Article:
NCERT Solutions For Class 12 Biology Chapter 10 - Microbes in Human Welfare

NCERT Solutions for Class 12 Biology Chapter 10 – Free PDF Download

Get access to NCERT Solutions for Class 12 Biology Chapter 10 Microbes in Human Welfare here. We at BYJU’S provide chapter-wise solutions for NCERT Solutions for Class 12 Biology in detail. Subject matter experts at BYJU’S having extensive subject knowledge are the minds behind framing the NCERT Solutions.

This particular chapter’s NCERT Solutions for Class 12 Biology briefly describes the role of micro-organisms in society and how they prove to be beneficial to us. Microbes are entities that are not visible through naked eyes, some of these are fungi, bacteria, yeasts etc. To download the free copy of NCERT Solutions for Class 12 Biology Chapter 10 PDF access the link provided below.

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Access Answers to NCERT Solutions for Class 12 Biology Chapter 10 – Microbes in Human Welfare

Exercise Page No.189-190

1. Bacteria cannot be seen with the naked eyes, but these can be seen with the help of a microscope. If you have to carry a sample from your home to your biology laboratory to demonstrate the presence of microbes with the help of a microscope, which sample would you carry and why?

Solution:

To demonstrate the presence of microbes with the help of a microscope, Curd is apt. It can be used as a sample as it contains plenty of Lactobacillus or lactic acid bacteria. These are the bacteria that produce acids which coagulate and digest the milk proteins. A small drop of curd consists of millions of bacteria. These can be observed easily under a microscope.

2. Give examples to prove that microbes release gases during metabolism.

Solution:

Microbes release gases during metabolism, some examples are as follows:

(i) Methano bacterium observed in anaerobic sludge releases large amount of methane along with hydrogen gas and carbon dioxide

(ii) The process of fermentation of cheese, dough and production of beverages releases carbon dioxide. The microbes involved in the process are Propionibacterium sharmanii, lactic acid bacteria and Saccharomyces cerevisiae.

3. In which food would you find lactic acid bacteria? Mention some of their useful applications.

Solution:

We can find lactic acid bacteria in curd. Some of the useful applications of these bacteria are:

(i) It causes an increase in the Vitamin B12 level of curd, thus increasing the nutritional value of curd

(ii) It can be used to ferment or culture food

(iii) They check the health of the gut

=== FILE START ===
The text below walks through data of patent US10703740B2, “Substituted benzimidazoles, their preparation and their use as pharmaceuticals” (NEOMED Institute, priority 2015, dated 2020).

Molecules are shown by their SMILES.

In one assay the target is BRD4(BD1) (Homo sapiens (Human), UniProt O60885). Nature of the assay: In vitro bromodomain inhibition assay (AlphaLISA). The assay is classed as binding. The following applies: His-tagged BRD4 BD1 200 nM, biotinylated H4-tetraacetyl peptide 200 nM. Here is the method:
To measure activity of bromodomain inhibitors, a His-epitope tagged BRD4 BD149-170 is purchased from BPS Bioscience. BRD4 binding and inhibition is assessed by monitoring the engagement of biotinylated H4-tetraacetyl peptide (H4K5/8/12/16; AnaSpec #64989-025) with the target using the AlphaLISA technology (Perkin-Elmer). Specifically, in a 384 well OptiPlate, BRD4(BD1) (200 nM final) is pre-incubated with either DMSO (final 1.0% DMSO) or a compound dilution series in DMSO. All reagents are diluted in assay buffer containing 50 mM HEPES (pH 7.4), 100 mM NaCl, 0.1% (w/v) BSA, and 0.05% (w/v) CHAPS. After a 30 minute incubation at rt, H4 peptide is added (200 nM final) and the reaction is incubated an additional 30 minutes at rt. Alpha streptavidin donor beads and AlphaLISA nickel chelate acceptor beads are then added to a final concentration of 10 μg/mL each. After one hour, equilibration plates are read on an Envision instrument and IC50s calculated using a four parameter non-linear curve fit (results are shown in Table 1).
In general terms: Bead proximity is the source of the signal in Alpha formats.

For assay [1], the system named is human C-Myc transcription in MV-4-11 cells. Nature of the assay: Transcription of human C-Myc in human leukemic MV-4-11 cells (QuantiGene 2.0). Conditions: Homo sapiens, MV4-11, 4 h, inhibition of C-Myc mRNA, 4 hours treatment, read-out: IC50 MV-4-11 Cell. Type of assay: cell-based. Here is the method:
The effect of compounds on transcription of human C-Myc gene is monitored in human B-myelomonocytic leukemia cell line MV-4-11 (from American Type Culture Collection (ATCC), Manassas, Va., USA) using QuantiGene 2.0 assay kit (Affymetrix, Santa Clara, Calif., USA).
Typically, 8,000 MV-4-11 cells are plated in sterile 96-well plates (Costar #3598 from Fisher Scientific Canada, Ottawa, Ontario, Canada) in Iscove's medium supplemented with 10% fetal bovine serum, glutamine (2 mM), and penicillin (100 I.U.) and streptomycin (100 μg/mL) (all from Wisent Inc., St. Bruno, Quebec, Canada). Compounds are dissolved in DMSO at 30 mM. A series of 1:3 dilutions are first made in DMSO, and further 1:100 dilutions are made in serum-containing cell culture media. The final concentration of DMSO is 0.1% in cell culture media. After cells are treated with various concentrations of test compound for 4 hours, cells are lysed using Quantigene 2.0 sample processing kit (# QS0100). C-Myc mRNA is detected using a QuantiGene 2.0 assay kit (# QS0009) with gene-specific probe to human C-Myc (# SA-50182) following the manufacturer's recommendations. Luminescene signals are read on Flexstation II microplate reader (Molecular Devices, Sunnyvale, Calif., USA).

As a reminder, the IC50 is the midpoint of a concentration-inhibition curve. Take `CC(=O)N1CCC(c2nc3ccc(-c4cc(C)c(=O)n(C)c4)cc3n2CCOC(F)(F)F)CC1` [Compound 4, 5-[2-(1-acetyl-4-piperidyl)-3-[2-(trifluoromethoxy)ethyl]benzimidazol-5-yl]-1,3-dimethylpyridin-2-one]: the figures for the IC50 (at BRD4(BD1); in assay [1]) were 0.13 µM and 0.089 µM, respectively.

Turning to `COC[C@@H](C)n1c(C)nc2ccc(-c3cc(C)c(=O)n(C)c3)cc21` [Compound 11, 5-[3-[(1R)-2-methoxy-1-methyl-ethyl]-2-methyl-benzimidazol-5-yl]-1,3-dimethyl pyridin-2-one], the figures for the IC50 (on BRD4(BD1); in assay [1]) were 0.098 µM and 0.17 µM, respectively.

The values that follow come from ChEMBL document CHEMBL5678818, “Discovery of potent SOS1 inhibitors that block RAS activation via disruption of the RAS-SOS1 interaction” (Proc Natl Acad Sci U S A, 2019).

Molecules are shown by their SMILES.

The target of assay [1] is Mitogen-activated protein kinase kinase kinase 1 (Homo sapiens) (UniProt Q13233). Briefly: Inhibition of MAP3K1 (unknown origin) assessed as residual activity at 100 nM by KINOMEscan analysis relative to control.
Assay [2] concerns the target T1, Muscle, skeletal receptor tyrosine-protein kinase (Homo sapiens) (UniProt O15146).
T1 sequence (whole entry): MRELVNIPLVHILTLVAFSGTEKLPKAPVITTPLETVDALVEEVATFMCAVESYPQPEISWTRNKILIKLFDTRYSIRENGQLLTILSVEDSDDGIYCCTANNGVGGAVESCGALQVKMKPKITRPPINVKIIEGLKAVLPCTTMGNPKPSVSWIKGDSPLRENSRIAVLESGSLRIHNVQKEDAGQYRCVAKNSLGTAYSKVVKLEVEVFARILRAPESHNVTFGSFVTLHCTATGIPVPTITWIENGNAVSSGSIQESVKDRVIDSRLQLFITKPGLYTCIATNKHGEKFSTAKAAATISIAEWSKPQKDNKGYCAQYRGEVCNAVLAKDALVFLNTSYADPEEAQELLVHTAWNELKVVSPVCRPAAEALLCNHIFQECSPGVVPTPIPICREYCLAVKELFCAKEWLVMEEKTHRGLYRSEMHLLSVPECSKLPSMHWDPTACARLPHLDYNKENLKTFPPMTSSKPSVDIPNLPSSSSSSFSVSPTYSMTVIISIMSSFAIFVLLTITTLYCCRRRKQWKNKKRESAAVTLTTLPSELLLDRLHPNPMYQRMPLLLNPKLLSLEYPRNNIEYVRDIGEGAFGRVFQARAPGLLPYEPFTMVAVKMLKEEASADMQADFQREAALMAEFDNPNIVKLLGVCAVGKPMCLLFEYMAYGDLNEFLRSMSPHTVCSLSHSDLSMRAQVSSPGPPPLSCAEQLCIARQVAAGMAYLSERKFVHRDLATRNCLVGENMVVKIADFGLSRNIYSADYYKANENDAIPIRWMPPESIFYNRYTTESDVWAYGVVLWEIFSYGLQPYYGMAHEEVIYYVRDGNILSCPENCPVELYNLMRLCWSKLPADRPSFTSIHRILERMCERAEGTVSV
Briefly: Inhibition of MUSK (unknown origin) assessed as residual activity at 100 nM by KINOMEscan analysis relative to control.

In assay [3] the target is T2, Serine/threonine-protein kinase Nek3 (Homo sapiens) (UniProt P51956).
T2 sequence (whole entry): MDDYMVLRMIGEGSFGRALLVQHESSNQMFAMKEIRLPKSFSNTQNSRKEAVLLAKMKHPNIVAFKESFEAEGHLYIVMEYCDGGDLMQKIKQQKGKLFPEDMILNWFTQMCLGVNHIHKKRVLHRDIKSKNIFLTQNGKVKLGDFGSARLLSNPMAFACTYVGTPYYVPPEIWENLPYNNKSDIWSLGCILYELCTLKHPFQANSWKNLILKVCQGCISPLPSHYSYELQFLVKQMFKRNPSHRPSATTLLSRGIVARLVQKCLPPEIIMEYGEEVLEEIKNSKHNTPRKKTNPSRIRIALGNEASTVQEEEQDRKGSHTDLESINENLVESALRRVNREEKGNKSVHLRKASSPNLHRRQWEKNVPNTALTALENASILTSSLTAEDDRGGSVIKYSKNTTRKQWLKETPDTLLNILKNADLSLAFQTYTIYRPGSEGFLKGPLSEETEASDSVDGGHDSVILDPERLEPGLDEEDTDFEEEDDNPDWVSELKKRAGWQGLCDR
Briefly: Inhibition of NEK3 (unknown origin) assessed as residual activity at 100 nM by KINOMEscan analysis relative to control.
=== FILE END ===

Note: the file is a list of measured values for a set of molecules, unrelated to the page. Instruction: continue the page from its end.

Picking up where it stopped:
4. Name some traditional Indian foods made of wheat, rice and Bengal gram (or their products) which involve use of microbes.

Solution:

Some Indian food made of wheat, rice and Bengal gram are:

(i) Wheat: Bread, Bhatura and Cake are made of Wheat

(ii) Rice: Idli, Dosa and Uttapam are made of Rice

(iii) Bengal gram: Dhokla and Khandvi are made of Bengal gram

5. In which way have microbes played a major role in controlling diseases caused by harmful bacteria?

Solution:

Microbes play an important role in controlling diseases caused by harmful bacteria, some are:

(i) Microbes are known to produce antibiotics which can be used to treat harmful diseases such as leprosy, diphtheria etc

(ii) Microbes produce antitoxins or antisera which acts against a specific pathogen. Antisera is known to be widely used against lock jaw tetanus, diphtheria etc

(iii) They produce antibodies which contain antitoxins and opsonins that check the occurrence of diseases namely, cholera, typhoid, small pox etc

(iv) The design of antibiotics is such that they destroy bacteria by weakening their cell walls. This in turn weakens several immune cells (white blood cells) that enter the bacterial cell causing cell lysis. The process of destructing cells such as blood cells by bacteria is known as cell lysis.

(v) Penicillium notatum, a fungus, produces chemical penicillin. It inhibits the growth of bacteria named Staphylococci in the body

6. Name any two species of fungus, which are used in the production of the antibiotics.

Solution:

Several microbes produce antibiotics,that kills other microbes which cause diseases. These medicines, antibiotics are typically acquired from fungi and bacteria. Two species of fungus that are used in the production of antibiotics are:

(i) Penicillin, fungal source is Penicillium notatum

(ii) Cephalosporin, fungal source is Cephalosporium acremonium

7. What is sewage? In which way can sewage be harmful to us?

Solution:

The term sewage refers to the municipal waste material which is carried away in drains and sewers. Sewage includes both solid and liquid wastes that is rich in microbes and organic matter.

Most of these microbes are pathogenic, i.e., they are capable of causing diseases such as water-borne diseases. This sewage water is one of the major causes to contaminate drinking water. Therefore, it is vital to treat sewage water, by collecting and disposing it.

8. What is the key difference between primary and secondary sewage treatment?

Solution:

The key differences are as follows:

Primary sewage treatment Secondary sewage treatment
It is the mechanical or physical removal of small and large substances from sewage It includes the removal of organic matter by microbes